April 18th is always a special day in San Francisco. It’s the anniversary of the 1906 earthquake and fires that in many ways mark the beginning of modern San Francisco. Our tradition has been to gather each year at Lotta’s Fountain at 5:12 AM, the time of the earthquake. Lotta’s Fountain, a gift from the singer Lotta Crabtree, was one of the sites where survivors would leave messages for each other trying to reunite with loved ones and hence a place of special significance.
The highlight of the brief ceremony was the chance to hear from survivors of the disaster. As the years went on, though, their numbers dwindled and the definition of “survivor” was stretched to include people who were still in their mothers’ wombs at the time of the earthquake. The last survivor died in January 2016 and there was concern that the ceremony might have died with him.
That, fortunately, was not the case. If anything, the celebration is morphing into something new. A crowd of some 300 or so were in attendance, many of them in costume and the atmosphere was ebullient. There was some suggestion that the event might be turning into minor street fair.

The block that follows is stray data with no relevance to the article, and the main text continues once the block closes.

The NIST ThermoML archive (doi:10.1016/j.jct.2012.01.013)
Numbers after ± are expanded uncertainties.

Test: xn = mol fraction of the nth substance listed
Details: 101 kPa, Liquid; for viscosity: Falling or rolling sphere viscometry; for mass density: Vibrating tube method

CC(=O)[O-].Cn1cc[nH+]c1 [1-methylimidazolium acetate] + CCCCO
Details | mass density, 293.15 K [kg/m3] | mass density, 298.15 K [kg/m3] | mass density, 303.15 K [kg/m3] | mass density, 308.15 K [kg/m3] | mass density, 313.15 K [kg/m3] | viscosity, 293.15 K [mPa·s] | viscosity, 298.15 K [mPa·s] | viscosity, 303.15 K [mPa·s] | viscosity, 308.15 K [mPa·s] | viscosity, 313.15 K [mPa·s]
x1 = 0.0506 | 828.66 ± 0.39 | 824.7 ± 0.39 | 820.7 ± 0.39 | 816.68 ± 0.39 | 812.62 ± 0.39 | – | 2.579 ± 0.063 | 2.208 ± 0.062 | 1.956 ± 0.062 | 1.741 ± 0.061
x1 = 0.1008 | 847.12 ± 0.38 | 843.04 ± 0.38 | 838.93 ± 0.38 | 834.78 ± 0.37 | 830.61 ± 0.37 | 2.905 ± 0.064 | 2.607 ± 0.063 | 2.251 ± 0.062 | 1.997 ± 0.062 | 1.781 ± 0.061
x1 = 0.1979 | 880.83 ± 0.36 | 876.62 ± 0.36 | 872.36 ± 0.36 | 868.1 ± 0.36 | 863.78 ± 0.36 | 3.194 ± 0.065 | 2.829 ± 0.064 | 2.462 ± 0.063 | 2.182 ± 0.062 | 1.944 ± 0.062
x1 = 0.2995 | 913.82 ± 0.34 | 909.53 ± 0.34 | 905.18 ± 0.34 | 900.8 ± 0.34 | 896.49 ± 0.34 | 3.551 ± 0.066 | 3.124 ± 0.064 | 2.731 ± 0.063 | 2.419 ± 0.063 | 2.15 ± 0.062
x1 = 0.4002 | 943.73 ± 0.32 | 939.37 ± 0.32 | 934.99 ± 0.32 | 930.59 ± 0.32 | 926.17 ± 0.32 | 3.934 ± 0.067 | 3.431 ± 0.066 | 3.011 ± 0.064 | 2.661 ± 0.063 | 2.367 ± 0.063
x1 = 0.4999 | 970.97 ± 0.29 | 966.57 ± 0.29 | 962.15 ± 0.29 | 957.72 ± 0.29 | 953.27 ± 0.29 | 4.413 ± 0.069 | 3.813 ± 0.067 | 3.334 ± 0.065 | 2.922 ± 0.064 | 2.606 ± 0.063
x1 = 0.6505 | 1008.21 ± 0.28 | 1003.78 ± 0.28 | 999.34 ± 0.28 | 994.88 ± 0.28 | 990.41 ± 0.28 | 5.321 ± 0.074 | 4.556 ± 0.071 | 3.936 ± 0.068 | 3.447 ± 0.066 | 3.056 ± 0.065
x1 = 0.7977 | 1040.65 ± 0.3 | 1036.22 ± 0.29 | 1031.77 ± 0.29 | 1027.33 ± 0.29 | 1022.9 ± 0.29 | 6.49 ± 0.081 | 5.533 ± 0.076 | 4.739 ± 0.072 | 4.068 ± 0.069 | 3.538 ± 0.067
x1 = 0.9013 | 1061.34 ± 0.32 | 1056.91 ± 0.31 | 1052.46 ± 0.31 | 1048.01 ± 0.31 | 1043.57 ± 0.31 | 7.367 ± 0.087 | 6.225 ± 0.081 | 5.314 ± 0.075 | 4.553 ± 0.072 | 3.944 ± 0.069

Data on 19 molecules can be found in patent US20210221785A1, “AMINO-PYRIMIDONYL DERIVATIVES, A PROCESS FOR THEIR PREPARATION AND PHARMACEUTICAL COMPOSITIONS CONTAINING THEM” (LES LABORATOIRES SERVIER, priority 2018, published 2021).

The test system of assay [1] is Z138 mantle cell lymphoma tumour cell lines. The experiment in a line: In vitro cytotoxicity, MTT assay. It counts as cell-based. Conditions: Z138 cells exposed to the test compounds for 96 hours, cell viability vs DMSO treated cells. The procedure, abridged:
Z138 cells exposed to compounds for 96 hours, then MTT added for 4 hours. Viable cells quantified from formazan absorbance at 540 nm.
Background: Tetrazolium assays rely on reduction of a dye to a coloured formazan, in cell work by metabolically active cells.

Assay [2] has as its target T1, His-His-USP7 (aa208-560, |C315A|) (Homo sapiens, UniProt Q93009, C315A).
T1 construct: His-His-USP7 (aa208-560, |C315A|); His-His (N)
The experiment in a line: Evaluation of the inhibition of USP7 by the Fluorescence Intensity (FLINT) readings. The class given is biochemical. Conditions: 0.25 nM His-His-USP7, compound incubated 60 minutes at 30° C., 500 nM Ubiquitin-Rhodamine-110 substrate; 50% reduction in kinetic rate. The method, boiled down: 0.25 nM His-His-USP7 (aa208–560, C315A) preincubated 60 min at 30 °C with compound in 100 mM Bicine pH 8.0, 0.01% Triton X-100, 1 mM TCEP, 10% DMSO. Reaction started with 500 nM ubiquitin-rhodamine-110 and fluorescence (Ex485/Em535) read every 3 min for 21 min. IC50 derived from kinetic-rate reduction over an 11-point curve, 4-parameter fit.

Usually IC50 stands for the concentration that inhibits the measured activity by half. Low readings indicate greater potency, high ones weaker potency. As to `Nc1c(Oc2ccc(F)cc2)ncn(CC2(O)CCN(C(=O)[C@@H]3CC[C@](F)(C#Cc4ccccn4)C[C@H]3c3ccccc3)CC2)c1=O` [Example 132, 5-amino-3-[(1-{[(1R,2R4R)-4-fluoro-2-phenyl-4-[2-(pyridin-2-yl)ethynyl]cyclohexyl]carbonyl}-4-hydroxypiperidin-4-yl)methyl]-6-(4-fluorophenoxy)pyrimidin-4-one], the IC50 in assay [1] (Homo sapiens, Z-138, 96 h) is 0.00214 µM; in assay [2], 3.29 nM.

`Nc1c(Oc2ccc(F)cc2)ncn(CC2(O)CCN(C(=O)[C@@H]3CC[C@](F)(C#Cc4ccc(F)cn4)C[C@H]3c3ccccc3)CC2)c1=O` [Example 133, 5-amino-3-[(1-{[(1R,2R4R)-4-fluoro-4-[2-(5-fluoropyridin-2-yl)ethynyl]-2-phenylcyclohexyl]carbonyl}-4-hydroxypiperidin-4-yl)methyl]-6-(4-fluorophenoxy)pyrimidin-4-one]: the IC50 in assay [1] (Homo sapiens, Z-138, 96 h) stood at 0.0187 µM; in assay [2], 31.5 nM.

What is it about our fascination with past disasters? What are we commemorating? There’s no easy answer to these questions because events like these operate on so many levels. In our case, we remember the 3,000 dead in the disaster who for many years were denied recognition for economic reasons. We remind ourselves of how easy it is to destroy a city if we ignore obvious warnings and do not prepare. We acknowledge how far we have come in preparedness since 1906. Truth be told, many of us are just there for the fun – to drink bloody Mary’s and to mingle with people of similar interests. And, of course, to sing that great old song, "San Francisco"
I think that the 1906 commemoration, and events like it in other major cities, is not really about the disaster. I think it’s more a celebration of what came after. In each case, the cities that rose from the ashes were better and stronger. In his book, The Culture of Calamity, Kevin Rozario argues that catastrophic events have been instrumental in shaping the American commitment to progress and have frequently lead to positive change. There's a reason our city's seal bears a phoenix rising from flames. While these commemorations may seem to look to the past, they are really a celebration of the human spirit and our drive to rebuild and renew in the face of overwhelming calamity.